The Orioles arrived at the All-Star break with one of the worst records in the history of baseball’s 162-game format, so you’re probably thinking that the second half of the season will just be more of the same.
That would certainly be a fair assumption if the won-loss record was really the focus. But the remaining 2 1/2 months of this season have a chance to be a bit more interesting and, just maybe, advance the narrative surrounding the long-term rebuilding effort.
Executive vice president/general manager Mike Elias and manager Brandon Hyde have never hid from the fact that this first full year of the rebuild would be used to evaluate the team’s current inventory and cherrypick the waiver wire to create more of it.
The plan has never been to field a team of promising castoffs and wait for it to grow into a contender, so it would be wise not to get too attached to anyone on the current roster.
The midseason trade deadline is looming and the front office is going to field offers for just about anyone who might fill a hole for a World Series aspirant or a wild-card wannabe.
Elias is still backfilling the minor league system and that process will go on at least through next year’s draft. If Andrew Cashner or Dylan Bundy will bring back a couple legitimate prospects, there’s a real possibility that at least one of them will be wearing a different uniform come August.
No doubt, fans are bracing for the possibility that popular outfielder Trey Mancini will be traded to a contender. It could happen if his value on the midseason market is high enough to remind Elias that Mancini is going to be pushing 30 and closing in on free agency at about the time the Orioles hope the rebuild will be in bloom.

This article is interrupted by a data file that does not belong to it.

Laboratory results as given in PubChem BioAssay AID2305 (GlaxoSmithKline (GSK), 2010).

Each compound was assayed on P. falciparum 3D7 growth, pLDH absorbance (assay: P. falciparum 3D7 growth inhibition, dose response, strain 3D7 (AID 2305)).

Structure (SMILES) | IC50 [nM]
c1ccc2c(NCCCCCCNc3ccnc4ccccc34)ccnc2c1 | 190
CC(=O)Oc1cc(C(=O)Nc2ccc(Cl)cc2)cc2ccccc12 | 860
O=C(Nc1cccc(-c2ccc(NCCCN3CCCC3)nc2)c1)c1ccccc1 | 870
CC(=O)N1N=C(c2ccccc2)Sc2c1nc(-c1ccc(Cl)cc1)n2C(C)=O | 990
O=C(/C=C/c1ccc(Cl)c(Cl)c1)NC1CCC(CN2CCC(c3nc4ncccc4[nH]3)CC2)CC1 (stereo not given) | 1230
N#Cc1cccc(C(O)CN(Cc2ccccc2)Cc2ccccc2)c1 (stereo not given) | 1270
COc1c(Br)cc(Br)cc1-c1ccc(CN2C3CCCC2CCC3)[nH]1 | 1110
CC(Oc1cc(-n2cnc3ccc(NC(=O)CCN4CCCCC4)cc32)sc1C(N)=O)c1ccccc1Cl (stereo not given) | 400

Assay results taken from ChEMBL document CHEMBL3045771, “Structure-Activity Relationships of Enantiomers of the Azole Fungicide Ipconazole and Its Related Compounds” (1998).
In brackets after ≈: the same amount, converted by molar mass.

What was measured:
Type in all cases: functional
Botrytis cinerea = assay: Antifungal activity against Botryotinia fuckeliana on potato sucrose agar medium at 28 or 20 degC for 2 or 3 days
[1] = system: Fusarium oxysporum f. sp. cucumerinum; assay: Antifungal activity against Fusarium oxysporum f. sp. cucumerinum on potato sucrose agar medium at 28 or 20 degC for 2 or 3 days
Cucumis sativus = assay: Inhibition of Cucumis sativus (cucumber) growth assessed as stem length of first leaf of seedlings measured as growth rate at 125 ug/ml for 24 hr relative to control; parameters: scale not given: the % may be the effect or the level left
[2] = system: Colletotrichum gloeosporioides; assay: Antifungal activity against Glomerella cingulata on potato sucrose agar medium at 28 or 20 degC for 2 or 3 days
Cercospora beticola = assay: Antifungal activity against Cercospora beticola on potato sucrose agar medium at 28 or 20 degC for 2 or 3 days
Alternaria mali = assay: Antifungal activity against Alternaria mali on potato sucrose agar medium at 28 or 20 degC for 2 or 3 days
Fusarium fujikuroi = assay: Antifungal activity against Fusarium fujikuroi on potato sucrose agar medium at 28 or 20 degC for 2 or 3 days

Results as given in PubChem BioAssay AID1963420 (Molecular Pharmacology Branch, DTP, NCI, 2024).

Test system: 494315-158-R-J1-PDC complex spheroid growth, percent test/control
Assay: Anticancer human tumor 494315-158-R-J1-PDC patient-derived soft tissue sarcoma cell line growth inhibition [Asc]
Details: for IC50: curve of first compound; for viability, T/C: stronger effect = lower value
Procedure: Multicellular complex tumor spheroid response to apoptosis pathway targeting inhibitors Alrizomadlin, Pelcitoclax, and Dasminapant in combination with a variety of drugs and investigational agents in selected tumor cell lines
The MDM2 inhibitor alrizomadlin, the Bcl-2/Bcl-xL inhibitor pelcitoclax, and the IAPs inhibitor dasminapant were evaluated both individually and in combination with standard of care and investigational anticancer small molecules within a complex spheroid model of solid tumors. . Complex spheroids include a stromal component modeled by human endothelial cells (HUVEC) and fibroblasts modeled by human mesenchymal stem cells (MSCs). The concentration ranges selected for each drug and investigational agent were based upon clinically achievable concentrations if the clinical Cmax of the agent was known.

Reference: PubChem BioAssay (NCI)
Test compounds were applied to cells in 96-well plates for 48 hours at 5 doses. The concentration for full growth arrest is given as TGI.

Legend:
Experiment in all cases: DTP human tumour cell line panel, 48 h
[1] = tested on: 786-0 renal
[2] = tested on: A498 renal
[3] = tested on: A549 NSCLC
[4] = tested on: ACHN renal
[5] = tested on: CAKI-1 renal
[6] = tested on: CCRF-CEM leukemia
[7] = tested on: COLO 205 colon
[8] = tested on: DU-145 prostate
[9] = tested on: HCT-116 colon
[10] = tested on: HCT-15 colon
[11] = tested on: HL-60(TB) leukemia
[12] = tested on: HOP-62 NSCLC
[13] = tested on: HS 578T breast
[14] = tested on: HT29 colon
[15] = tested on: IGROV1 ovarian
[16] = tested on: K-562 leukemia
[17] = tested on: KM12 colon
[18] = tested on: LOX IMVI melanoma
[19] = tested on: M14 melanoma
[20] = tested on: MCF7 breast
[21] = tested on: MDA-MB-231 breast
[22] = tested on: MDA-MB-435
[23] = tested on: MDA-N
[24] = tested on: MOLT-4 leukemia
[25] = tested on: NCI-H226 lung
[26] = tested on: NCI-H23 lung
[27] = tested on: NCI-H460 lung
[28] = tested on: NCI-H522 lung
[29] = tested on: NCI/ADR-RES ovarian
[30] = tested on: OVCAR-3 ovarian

Hope that doesn’t happen because — even in a season of drastically diminished expectations — every franchise needs a face, and Mancini has assumed that role and played it well both on and off the field.
Once the deadline passes, the front office should be in a position to move into a new phase in the inventory evaluation process. If Elias is able to move some players who don’t project beyond next season in his master plan, that will open roster space to audition some of the valued minor leaguers that have yet to get a serious look at the big league level.
Hyde speculated recently that fans might get to see top pitching prospects Hunter Harvey and Dillon Tate, though not in the roles they seemed destined for when their minor league seasons began.
The 24-year-old Harvey, the former first-round draft pick whose planned development as a frontline starting pitcher has been undermined by injuries at several junctures, is now pitching out of the bullpen and getting good results. That doesn’t mean he’ll never start a game in the majors, but it could mean he’ll come up soon to help stabilize the Orioles’ relief situation.
Tate, who was considered the centerpiece of the three-pitcher package the Orioles got from the New York Yankees for Zack Britton last July, pitched almost exclusively as a starter in the minors until this season (57 starts in 65 appearances). He was moved into the bullpen this year at his own request and has seen a significant uptick in his velocity.
Though Tate, 25, has never pitched higher than Double-A, the shift to relief gives him a much better chance of making his Camden Yards debut this season.
The Orioles have suffered most from their inability to keep games in reach during the middle innings, which necessitated an almost nonstop roster shuffle during the first half. The “Norfolk Shuttle” will remain in operation, but the chance to see the top arms in the next generation of minor league pitching prospects will add some intrigue for fans who are playing along with the rebuild.
Much depends on what happens over the next three weeks, but a new infusion of organizational talent combined with the club’s recent waiver claims and international slot trades should make the Orioles more watchable down the stretch.